Ruling party cadres exercise their complete hold on the country and they will make sure that they win the contested seats. Not a single sitting MP will agree to contest election after resigning from their seats. This is because polls would not be held under a caretaker government and a partisan government will be at the helm and calling the shots. So a free and fair election may become an illusion. Many believe that an election time caretaker administration in any form will be necessary for holding a free and fair election and not a powerful EC alone.
Former CECs ATM Shamsul Huda and Abu Hena, Prof Abul Kashim of Dhaka University and a host of other civil society leaders in the meeting with the search committee laid emphasis on finding highly credible persons for the posts. Their unquestioned efficiency, honesty and integrity will be the basis for making the EC acceptable to the nation. It is an open secret how the outgoing EC was manipulated by ruling party leaders and cadres to rig elections in their favour.
So what they are saying does not is really matter but what the President as the most trusted person of the Prime Minister will do needs to be watched. In fact the removal of the caretaker government has left the field open to manipulation and fair election may remain an illusion until things are changed.
Dispute solution unlikely
On January 28, the search committee held in its first meeting with 12 eminent personalities of the country’s civil society and requested 31 political parties to recommend five names each for the post of Chairman and EC members to the additional secretary of the Cabinet Division. The members of the search committee are: Justice Obaidul Hassan, a High Court judge, Muhammed Sadique, chairman of Bangladesh Public Service Commission (BPSC), Masud Ahmed, Comptroller and Auditor General of Bangladesh, Professor Syed Manzoorul Islam, trustee board member of Transparency International Bangladesh (TIB), and Shireen Akhter, Pro-Vice-Chancellor of Chittagong University.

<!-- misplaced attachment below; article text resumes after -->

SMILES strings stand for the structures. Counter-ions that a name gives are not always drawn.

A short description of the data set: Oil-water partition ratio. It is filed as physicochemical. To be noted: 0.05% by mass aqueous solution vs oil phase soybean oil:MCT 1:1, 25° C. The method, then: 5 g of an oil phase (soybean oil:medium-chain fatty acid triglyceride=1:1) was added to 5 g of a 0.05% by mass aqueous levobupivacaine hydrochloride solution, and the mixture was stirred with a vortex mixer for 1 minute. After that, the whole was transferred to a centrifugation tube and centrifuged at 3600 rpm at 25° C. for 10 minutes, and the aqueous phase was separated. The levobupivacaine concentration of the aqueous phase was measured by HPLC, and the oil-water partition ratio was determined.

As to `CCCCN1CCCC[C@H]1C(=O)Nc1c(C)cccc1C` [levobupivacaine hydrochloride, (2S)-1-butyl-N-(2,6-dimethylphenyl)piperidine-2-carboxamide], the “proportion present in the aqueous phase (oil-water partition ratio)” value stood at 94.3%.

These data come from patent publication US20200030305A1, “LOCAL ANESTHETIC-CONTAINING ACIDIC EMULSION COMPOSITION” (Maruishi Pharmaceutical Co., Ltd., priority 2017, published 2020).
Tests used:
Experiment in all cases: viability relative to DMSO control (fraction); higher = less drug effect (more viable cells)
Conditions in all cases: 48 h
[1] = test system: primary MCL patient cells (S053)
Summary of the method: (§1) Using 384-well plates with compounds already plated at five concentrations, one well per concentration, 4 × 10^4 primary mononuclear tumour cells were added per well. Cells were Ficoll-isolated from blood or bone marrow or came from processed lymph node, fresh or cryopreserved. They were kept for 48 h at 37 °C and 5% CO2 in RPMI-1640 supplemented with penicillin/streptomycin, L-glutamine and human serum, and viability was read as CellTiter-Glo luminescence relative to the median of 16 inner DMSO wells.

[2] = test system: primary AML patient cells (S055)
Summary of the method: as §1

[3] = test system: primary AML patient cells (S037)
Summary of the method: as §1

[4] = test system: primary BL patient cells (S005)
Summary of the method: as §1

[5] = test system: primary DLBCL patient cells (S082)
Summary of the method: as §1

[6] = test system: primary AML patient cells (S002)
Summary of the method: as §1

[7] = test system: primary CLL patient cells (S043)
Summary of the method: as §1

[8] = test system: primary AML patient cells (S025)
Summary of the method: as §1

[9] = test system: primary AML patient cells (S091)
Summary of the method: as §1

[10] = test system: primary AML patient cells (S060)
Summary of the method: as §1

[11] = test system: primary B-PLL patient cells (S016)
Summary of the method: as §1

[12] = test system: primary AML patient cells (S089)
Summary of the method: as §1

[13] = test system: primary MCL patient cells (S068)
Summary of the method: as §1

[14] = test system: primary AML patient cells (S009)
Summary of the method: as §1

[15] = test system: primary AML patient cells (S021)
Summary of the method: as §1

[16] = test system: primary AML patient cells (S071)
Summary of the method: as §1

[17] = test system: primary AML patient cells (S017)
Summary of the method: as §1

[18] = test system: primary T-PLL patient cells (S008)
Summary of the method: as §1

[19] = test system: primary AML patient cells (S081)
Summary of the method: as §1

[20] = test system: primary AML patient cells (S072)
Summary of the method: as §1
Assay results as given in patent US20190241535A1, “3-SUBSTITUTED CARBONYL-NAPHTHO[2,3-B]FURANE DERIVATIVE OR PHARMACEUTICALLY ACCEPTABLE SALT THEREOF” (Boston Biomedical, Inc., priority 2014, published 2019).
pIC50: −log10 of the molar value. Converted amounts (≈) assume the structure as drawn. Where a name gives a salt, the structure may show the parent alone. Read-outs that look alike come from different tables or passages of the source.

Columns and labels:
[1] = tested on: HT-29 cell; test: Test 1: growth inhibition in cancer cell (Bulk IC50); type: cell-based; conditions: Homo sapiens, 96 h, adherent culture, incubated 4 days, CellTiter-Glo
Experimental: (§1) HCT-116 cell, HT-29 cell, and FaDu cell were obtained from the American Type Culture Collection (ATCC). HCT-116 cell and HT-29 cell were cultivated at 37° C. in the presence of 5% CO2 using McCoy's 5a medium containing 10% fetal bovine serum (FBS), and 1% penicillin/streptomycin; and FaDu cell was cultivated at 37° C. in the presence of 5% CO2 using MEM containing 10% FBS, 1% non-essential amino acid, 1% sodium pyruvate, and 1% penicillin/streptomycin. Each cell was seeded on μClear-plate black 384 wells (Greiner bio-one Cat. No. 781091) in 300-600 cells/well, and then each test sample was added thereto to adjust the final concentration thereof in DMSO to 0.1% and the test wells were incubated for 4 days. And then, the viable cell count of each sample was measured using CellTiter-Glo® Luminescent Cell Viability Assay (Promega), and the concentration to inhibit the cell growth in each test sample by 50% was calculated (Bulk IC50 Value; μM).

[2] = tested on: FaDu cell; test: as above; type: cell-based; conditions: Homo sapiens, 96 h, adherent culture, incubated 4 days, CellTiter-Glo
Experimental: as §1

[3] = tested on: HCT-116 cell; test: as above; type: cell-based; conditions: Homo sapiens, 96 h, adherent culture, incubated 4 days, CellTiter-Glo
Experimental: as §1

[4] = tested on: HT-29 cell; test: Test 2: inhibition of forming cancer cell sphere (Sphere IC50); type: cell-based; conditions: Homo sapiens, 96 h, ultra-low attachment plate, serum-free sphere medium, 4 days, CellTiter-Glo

The other eminent personalities attended the meeting are: former judge of the High Court division of the Supreme Court Justice Abdur Rashid, former Vice-Chancellors of Dhaka University Professor A K Azad Chowdhury and Professor S M A Faiz, Professor Serajul Islam Choudhury, Professor Dr Abul Kashem Fazlul Haque, Local Government Expert Professor Dr Tofayel Ahmed, former Chief Election Commissioners Abu Hena and A T M Shamsul Huda, former Election Commissioners retired Brigadier General Muhammad Sakhawat Hussain and Muhammed Sohul Hussain, former Inspector General of Police Nurul Huda and Secretary of SUJAN Dr Bodiul Alam Majumdar.
Unverified sources in the ruling Awami League said the party gave five names that included former principal secretary Abdul Karim, former senior secretary Monzur Hossain, former inspector general of police Nur Mohammad, former PMO secretary Molla Wahiduzzaman and Dhaka University’s Prof Sadeka Halim to the panel.
BNP sources said there was discussions within the party to give some names, including those of former secretary Asafuddowla, former Bangladesh Bank governor Salehuddin Ahmed, local government expert Tofail Ahmed, eminent jurist Shahdeen Malik and Dhaka University’s Prof Tasneem Siddique. Names of former cabinet secretary Sadat Hossain and former additional secretary to the EC Jesmin Tuly are also on card.
Analysts say no matter how hard the Search Committee tries to fulfill its task, at the end the EC so formed will be disputed. The sad part is that all the participants are aware of it too.
Source: weekly holiday